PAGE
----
Now available on Amazon for Kindle (print edition coming soon), my expanded Dark Fiction short story collection EVERYONE IS A MOON presents 12 twisted tales sure to disturb and delight those who like to play in the dark.

And check out my acclaimed Dark Comedy novel DEAD SIZE, "a fantastic blend of detective story, dark comedy, and waking daydream” as well as my "fascinating" and "riveting" True Crime-inspired Young Adult novella UGLYVILLE.

Also available, Dark Park Publishing’s “amazing” Sci-Fi Horror anthology WHAT HAS TWO HEADS, TEN EYES, AND TERRIFYING TABLE MANNERS?, edited by yours truly.

I hope you will give my books a try. There’s something for everyone... who isn’t like everyone else.

<--- Purchase links on left sidebar.


Posted By on July 8, 2015

Ah, memories! Here’s a personal anecdote about some small town sordidness:


I remember when I first saw it. I was coming home on the Long Island Railroad after visiting a friend at the School of Visual Arts in Manhattan. It was a newly opened business, the first storefront returning commuters saw when pulling up to the Merrick train station. Other passengers pointed it out with widened eyes and gaping mouths. The store stuck out like a bad tattoo on perfect skin.

Merrick was, and still is, a conservative town. Located on the south shore of Long Island, it is primarily home to middle to upper middle class nuclear families. Its Jewish and Christian houses of worship are well attended. Its PTAs carry a good deal of clout. At the time (the late 80s), the county executive, a Republican, lived there. The town’s roads and utilities were well maintained year round, its police and firefighter departments well funded.

Merrick was for the most part the ideal idyllic suburbia. Which was why it was such a shock when the adult video store opened on Sunrise Highway.

It wasn’t even one of those classier erotic boutiques one might expect for such a neighborhood. Its front windows were covered with silver aluminum foil, its entrance door curtained by long strands of gold tinsel. Its sign simply read ADULT VIDEO in blocky red letters over a stark white background.

I didn’t know what to feel about it. Such a place appearing in my hometown was surprising, but I wasn’t in any way appalled. Then again, I was a rebellious, anti-censorship, morality-flouting teenager who wasn’t especially worried about the negative effect on property values. But I knew many who feared the store would attract a “bad element,” presumably those who would rob us, assault us, vandalize us, then rent a dirty movie before heading home.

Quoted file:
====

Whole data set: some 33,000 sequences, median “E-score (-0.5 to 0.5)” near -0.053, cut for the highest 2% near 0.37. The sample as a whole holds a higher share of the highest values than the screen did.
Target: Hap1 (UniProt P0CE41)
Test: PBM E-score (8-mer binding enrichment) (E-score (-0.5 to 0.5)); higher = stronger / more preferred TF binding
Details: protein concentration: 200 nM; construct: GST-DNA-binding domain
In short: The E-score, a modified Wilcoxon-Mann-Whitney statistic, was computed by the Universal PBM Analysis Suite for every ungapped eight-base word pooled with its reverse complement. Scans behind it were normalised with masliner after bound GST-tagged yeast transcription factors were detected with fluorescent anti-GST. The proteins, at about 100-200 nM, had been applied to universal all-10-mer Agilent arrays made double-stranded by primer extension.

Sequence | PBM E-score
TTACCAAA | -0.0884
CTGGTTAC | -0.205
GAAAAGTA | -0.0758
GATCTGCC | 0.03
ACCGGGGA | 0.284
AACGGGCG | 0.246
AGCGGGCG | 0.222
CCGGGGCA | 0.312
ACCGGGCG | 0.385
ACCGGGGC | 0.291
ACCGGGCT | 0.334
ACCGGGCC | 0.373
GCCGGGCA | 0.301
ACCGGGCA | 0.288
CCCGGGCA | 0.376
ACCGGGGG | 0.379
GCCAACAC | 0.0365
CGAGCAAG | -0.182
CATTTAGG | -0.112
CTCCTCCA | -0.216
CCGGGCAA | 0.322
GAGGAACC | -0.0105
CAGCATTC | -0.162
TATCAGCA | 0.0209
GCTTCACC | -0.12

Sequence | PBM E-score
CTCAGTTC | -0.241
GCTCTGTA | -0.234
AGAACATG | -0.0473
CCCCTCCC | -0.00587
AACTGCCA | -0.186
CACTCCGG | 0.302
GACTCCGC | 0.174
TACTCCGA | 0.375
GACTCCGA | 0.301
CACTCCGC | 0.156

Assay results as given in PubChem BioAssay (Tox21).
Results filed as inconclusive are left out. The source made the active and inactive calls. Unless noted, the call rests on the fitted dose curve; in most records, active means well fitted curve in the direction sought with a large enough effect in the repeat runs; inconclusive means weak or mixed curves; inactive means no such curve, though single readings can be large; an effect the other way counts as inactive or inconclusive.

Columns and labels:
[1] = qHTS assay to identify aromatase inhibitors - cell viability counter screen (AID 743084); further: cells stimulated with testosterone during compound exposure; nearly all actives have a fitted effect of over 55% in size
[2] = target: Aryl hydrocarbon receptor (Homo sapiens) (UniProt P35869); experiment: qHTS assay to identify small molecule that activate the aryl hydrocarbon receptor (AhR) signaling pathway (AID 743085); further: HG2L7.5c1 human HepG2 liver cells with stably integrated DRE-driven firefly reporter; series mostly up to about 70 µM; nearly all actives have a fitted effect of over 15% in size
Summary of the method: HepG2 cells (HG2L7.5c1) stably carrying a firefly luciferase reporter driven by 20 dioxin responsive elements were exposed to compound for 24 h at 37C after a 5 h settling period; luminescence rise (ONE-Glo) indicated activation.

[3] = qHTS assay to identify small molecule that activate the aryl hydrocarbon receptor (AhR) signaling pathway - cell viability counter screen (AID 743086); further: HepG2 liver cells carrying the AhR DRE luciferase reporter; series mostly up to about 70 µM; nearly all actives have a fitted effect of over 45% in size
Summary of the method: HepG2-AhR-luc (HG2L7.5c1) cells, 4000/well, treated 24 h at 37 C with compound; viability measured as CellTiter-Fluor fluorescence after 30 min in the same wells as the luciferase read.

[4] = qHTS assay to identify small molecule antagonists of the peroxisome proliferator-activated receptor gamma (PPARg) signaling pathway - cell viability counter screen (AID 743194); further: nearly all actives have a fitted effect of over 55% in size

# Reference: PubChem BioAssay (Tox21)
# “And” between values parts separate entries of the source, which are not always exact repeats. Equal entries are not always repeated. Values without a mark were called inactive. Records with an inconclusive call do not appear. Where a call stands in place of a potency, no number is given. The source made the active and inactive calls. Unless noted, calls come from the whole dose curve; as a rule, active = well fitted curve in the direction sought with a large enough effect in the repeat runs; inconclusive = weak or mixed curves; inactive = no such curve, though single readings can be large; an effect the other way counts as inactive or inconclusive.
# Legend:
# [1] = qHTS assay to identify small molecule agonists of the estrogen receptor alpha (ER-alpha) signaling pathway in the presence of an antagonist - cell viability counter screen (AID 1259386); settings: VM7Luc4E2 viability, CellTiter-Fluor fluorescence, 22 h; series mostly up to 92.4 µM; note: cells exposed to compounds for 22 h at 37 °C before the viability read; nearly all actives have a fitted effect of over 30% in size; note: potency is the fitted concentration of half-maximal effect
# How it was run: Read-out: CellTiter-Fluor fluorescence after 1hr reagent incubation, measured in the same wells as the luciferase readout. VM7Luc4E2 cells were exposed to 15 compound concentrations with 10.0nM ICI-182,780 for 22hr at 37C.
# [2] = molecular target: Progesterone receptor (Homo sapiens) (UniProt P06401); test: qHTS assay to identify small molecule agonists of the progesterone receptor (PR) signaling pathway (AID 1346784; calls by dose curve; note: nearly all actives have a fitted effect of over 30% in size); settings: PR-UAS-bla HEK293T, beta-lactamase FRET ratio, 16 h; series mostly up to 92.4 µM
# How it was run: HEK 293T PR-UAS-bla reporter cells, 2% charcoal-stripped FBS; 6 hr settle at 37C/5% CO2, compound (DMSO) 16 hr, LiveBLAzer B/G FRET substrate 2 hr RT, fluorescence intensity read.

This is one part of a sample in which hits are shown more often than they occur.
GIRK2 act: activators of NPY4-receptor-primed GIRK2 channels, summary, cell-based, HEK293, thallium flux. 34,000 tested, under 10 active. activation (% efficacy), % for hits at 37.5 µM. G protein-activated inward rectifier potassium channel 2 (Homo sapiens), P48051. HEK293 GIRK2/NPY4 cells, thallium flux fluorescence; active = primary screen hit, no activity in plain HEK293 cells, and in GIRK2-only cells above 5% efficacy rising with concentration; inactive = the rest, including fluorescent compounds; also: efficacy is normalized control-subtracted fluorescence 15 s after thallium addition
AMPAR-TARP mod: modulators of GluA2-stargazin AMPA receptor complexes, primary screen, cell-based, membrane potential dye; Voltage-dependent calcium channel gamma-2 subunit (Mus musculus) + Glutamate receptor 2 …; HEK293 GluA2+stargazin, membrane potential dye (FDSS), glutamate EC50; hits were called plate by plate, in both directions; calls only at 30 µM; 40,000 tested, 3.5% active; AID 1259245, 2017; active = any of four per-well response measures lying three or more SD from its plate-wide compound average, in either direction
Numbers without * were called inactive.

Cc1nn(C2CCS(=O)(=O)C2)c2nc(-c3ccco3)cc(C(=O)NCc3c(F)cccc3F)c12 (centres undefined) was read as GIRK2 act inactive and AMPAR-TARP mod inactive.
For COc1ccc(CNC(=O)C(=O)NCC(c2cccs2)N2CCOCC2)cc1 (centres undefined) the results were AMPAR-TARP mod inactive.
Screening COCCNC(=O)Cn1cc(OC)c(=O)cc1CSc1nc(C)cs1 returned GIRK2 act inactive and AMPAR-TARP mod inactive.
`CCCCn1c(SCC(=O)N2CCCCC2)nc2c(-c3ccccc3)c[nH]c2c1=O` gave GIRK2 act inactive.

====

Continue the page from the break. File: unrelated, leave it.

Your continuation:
This was not the first instance of a porno establishment popping up here and outraging our largely unsuspecting residents. Several years prior, the town’s single-screen movie theater, located on Merrick Avenue, changed management and started showing exclusively X-rated fare. (Caligula and Jack and Jill are two titles I recall playing there.) The venue abruptly shut down about a month later, meriting a front-page article in the Merrick Life community newspaper featuring a prominent photo of the theater’s offending marquee.

Fascinated even then with all things decadent, depraved, and debauched, I naturally paid a visit to ADULT VIDEO — that was the business’s licensed name — to see what all the fuss was about. Its selection consisted of more than two hundred VHS tapes spread out across several white plywood shelves. In fact, aside from the video boxes, everything in the store was white, from the tiled floor to the fluorescent lighting. I speculated this was to make the space look more antiseptic, i.e. less dirty, to browsing customers. It only succeeded in accentuating the full-color images of exposed and manipulated private parts.

I met the store’s proprietor. He was the only one who worked there. His name eludes me, but his face does not. It was covered in small bulbous growths, like warts or polyps. His hair was jet black and greasy-looking. His smile was crooked, as were his nicotine-stained teeth. But he was astonishingly articulate and passionate about what he believed to be a constitutional, if not fundamental, human right: the freedom of expression. He had the right to sell/rent adult material, and adults had the right to view it. And, according to him, many Merrick residents shared this sentiment; within two weeks of the shop’s opening more than one hundred of them had signed up for memberships.

But many others were less than thrilled with the vendor of vice.

A priest from Sacred Heart Catholic Church and a rabbi from Temple Israel had each dropped by to convince the owner that Merrick was no place for his place. He begged to differ. He felt he was, in a way, performing a public service, was contributing to the town’s economy, and he wasn’t hurting anyone, morality excluded. I myself signed up for a membership, more out of tacit support than prurient interest. (I never rented anything from him. Really. I swear.)